John Ribeiro covers outsourcing and general technology breaking news from India for The IDG News Service. John’s e-mail address isjohn_ribeiro@idg.com

Anonymous hacks BJP websites, wants people to protest against ‘web censorship’


, TNN | May 27, 2012,

Anonymous hacks BJP websites, wants people to protest against 'web censorship'
A day after messing with servers maintained by Reliance Communications, Anonymous, an international hacker collective, defaced two websites belonging to BJP on Sunday.
NEW DELHI: A day after messing with servers maintained by Reliance Communications, Anonymous, an international hacker collective, defaced two websites belonging to BJP on Sunday. Through its Twitter account (@opindia_back) it announced thatwww.mumbaibjp.org andwww.bjpmp.org.in were hacked by the group. After the hacking, the group posted a message to web users, asking them to organize protests against “web censorship” in Indiaon June 9.While the message was displayed on the homepage of www.mumbaibjp.org, onwww.bjpmp.org.in it was inserted as a page atbjpmp.org.in/ads/anon.html. On Mumbai BJP website the message was accompanied by a catchy tune embedded through a YouTube link.

“Today they took away your right to use a few websites… day after tomorrow they will take away your freedom of speech and no one will be there to speak for you. Speak Now or Never,” the message read. The hackers said that people should print out or buy Guy Fawkes Masks and wear them while protesting against web censorship in Bangalore, Mangalore, Kochi, Chennai, Vizag, Delhi, Mumbai and Hyderabad on June 9.

TOI reached out to Anonymous though Twitter, asking why it defaced BJP websites. “”Just needed a website to display our message,” said the person managing @opindia_back.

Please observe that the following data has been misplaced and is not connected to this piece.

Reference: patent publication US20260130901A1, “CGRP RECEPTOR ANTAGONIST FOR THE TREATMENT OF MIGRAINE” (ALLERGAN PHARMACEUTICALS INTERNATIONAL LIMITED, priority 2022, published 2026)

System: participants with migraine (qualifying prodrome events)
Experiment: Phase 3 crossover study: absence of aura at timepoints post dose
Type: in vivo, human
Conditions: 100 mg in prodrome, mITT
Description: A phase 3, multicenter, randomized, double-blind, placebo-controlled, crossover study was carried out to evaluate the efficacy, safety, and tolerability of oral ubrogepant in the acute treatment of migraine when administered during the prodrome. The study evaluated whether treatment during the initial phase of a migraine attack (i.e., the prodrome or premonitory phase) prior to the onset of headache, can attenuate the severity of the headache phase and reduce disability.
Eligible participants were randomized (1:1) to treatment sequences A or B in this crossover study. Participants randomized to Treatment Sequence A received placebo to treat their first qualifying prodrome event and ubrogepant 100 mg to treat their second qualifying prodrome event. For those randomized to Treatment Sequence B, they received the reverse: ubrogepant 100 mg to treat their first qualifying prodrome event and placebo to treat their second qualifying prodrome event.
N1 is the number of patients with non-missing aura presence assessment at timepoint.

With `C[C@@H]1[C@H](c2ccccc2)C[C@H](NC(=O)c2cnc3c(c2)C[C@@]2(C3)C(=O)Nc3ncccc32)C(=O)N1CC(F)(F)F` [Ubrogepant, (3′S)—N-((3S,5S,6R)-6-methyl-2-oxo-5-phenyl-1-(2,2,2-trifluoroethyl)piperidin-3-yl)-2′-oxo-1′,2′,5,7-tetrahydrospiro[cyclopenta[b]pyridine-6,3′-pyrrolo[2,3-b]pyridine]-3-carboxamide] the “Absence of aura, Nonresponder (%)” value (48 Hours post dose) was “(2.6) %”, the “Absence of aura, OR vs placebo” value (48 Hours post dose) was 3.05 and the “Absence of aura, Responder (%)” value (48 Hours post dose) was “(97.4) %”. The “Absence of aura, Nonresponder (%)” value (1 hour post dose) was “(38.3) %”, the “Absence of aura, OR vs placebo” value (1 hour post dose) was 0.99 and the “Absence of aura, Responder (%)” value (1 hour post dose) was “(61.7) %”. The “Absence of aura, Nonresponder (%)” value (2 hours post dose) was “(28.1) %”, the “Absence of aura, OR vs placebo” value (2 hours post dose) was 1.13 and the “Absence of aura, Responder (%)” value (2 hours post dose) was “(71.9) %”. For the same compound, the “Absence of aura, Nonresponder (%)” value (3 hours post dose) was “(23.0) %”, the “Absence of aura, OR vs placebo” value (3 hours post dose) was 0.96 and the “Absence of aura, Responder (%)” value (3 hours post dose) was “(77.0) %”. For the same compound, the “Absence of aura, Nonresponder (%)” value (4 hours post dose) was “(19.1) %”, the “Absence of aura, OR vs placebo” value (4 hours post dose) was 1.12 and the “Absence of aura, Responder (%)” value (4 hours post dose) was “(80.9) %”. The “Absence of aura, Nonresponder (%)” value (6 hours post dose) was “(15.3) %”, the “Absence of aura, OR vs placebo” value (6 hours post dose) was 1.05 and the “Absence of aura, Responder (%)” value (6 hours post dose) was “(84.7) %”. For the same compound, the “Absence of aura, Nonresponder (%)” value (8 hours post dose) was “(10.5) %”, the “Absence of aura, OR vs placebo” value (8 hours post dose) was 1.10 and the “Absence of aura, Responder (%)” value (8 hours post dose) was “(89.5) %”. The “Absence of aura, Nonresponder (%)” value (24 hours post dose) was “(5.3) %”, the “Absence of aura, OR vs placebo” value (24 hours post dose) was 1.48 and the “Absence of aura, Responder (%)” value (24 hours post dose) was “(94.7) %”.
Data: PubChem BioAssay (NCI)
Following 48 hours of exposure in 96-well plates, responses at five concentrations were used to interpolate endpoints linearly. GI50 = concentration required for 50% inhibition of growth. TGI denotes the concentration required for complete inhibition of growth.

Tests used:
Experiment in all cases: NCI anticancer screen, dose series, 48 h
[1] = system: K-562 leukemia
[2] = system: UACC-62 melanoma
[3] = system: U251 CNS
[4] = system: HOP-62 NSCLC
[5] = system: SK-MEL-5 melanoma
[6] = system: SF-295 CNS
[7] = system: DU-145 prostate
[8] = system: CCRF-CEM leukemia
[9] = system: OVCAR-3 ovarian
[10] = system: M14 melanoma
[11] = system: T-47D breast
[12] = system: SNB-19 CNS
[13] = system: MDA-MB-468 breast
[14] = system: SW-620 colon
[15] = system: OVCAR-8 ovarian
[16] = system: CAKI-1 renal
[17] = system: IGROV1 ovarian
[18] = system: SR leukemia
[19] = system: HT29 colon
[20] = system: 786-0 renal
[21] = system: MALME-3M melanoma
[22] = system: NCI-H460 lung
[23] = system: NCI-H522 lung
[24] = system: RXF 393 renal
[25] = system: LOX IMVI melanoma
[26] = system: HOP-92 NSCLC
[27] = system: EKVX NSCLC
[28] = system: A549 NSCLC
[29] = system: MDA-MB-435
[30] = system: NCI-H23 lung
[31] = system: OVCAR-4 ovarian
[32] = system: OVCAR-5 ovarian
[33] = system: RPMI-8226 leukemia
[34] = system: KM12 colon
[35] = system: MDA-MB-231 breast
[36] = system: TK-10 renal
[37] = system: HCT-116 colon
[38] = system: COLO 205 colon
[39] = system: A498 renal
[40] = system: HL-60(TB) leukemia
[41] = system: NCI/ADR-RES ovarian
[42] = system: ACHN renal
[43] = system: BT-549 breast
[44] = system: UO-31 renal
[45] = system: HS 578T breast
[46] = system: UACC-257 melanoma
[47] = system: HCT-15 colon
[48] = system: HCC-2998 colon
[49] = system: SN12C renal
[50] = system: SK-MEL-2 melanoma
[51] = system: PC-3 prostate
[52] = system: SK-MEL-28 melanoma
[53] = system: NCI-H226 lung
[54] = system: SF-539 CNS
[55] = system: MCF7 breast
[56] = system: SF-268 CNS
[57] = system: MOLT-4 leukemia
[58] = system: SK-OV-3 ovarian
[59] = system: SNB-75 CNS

The Ion, who is likely a part of Anonymous and who uses @ProHaxor alias on Twitter, added, “BJP are the opposition they should have stopped this or should have organised a protest they did not do any.”

Incidentally, CERT-IN, the nodal agency in India for monitoring security and hacking incidents within the country’s cyberspace, said in a report on Sunday that hackers are targeting Indian websites. “It is observed that some hacker groups are launching Distributed Denial of Service (DDoS) attacks on websites of government and private organizations in India,” the report said and asked network administrators to keep vigil.

Anonymous started attacking websites belonging to government agencies and companies likeReliance Communications last week after internet service providers blocked several websites in the country on the basis of an order by Madras high court. Anonymous says the blocking of websites is illegal and suppression of freedom of speech. On Friday it held a virtual ‘press conference’ and released a list of websites that were allegedly blocked on the internet service provided by Reliance Communications even though there was no legal requirement for the ISPto do so. The hackers said they stole the list from Reliance’ servers. At the same ‘press briefing’ the group called on Indian people to organize protests against web censorship on June 9.

In the last few months, Anonymous has organized or played a dominant role in real world protests against what it perceives censorship and abuse of power. The most popular of these protests has been Occupy Wall Street in the US. Though there were a number of groups and individuals involved in these protests Anonymous had played a key role in spreading the word.